In 2013, Ireland will increase its intake of skilled technical talent from overseas to tackle the skills gap by 700 to 1,900 skilled workers in 2013, Jobs Minister Richard Bruton told this morning’s Future Jobs Forum in Dublin.
Bruton told the conference that Europe’s skills challenge in terms of ICT skills is immense. He said there is a gap of 700,000 people in the ICT industry in Europe at present and just 114,000 graduates are emerging from Europe’s universities.
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“There’s no doubt when you look at it the ICT sector and what it is bringing to the table, it is dramatically changing the face of a lot of sectors, democratising start-ups who don’t have the same barriers they used to, it is compressing the world market.”
Bruton pointed to research that indicated for every technology job created a further five jobs are created in the economy.
“There is a creative core driving change across many sectors, the impact on our economy can be profound if we position ourselves correctly.”
Bruton said Europe faces a skills cliff in terms of graduate availability versus the skills gap.
“The gap is growing but also because we’re not replacing those people who are retiring. The problem is getting people to pick this sector as a career. It is a profound source of growth and in Europe the ICT sector is growing at a rate of 7pc.”
Bruton said Ireland has taken the commitment to double the number of ICT graduates and is doing this through graduate conversion courses.
One initiative involves halving the 20pc ICT course dropout rate in universities.
Burton said another area that needs to be addressed with urgency by his department and the Department of Education is maths performance in schools.
In November, Bruton revealed that work is under way between the Department of Justice and the Department of Jobs, Enterprise and Innovation to develop a permit system that meets the needs of indigenous and multinational employers who are seeking highly skilled workers from overseas, in the global race for the best talent.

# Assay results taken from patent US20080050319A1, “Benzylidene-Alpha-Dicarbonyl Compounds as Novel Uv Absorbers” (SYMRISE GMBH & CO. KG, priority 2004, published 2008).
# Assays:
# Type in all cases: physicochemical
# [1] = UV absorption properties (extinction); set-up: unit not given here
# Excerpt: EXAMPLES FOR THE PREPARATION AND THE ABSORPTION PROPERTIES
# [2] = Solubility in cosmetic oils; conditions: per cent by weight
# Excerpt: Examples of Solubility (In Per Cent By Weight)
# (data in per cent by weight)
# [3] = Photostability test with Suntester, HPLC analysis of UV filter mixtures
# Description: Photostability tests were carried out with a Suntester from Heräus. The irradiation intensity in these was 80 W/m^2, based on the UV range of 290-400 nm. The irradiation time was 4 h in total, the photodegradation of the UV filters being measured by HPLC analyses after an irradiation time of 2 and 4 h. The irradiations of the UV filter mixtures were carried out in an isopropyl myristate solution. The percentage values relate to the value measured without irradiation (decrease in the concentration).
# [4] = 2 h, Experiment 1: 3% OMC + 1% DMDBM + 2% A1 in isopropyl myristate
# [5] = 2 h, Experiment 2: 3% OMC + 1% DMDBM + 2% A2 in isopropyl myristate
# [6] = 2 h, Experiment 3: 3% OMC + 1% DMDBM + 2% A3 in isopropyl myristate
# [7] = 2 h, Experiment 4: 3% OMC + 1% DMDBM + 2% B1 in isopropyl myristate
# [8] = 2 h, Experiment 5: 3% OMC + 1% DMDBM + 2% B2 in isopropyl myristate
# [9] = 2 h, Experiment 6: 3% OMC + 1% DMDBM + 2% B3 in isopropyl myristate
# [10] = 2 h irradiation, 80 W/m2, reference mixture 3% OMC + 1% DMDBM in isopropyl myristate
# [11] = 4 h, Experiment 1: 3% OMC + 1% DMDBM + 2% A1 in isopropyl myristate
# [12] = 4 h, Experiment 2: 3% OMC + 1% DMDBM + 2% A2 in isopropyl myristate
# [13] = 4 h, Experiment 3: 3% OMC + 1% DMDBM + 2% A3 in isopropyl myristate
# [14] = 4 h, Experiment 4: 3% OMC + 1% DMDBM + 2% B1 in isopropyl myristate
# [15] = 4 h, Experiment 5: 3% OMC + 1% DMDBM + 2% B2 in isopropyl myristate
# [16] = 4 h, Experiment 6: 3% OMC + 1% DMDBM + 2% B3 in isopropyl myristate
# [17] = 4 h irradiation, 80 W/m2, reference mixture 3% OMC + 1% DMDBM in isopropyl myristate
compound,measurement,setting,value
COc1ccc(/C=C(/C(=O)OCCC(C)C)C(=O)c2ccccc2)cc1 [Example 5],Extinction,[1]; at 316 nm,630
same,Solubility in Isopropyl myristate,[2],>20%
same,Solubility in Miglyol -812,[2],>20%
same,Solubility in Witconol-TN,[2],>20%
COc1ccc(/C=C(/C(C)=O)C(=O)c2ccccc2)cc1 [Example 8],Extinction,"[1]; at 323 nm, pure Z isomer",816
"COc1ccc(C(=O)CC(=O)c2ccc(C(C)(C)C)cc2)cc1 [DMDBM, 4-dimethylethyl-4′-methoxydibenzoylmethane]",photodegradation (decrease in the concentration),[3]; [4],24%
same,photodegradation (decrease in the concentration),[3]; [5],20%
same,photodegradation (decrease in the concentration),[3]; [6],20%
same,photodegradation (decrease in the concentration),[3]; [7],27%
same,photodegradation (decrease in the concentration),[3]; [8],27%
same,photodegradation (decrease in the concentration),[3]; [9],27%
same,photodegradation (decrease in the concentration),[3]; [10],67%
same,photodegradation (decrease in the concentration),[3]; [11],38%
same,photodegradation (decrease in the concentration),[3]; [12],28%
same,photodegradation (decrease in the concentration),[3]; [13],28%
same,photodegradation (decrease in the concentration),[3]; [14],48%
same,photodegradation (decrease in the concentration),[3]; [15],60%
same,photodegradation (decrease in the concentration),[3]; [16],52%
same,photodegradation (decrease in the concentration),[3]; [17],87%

At the Future Jobs Forum, he said that every year about 1,200 people are granted work permits.
He said that in 2013, this number will be increased by 700.
“We are doing this through simplification of rules, extending the range of occupations that will have fast-track access, cutting the processing time by one-third. We are also embarking on more formal, trusted relationships with companies with established track records with the IDA and Enterprise Ireland in confidence.”
However, 700 may seem like a paltry number in the eyes of the tech sector, which complains there are currently 5,000 job vacancies in the tech sector on an ongoing basis.
Bruton said there is clear capacity for Ireland to work better in terms of processing work permits and that he is committed to making major reforms.
This strategy, he said, dovetails with investment funds that have been established, aimed at getting first time entrepreneurs to locate their start-ups in Ireland.
Bruton said in Europe, Ireland competes with locations like Berlin to create a dynamic tech cluster.
“We can positively offer Ireland as a dynamic location for the tech sector,” Bruton said.
Watch Minister Richard Bruton address the Future Jobs Forum on Ireland’s future skills needs:
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